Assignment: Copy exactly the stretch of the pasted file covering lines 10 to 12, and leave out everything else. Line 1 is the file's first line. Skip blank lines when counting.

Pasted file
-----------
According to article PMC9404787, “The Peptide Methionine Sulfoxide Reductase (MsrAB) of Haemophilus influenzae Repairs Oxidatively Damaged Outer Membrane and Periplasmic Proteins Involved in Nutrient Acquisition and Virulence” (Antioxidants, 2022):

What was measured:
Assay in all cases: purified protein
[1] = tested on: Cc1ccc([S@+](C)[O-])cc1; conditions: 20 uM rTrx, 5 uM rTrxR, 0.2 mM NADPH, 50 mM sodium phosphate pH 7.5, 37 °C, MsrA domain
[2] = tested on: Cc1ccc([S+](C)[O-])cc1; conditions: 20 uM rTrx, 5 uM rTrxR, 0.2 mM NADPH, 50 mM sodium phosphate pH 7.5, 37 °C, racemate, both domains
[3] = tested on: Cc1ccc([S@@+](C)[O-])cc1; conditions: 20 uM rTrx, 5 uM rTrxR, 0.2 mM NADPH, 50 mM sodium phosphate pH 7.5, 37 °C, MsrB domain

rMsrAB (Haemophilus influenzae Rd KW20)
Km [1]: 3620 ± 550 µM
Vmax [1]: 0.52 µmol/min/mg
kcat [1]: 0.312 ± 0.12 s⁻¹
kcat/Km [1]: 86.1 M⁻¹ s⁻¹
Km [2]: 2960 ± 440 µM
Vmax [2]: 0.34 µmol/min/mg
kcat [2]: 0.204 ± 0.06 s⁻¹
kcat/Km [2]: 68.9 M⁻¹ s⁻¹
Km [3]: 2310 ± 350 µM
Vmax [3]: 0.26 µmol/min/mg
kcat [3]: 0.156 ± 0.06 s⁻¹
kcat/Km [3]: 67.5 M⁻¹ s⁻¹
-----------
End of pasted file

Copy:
kcat [1]: 0.312 ± 0.12 s⁻¹
kcat/Km [1]: 86.1 M⁻¹ s⁻¹
Km [2]: 2960 ± 440 µM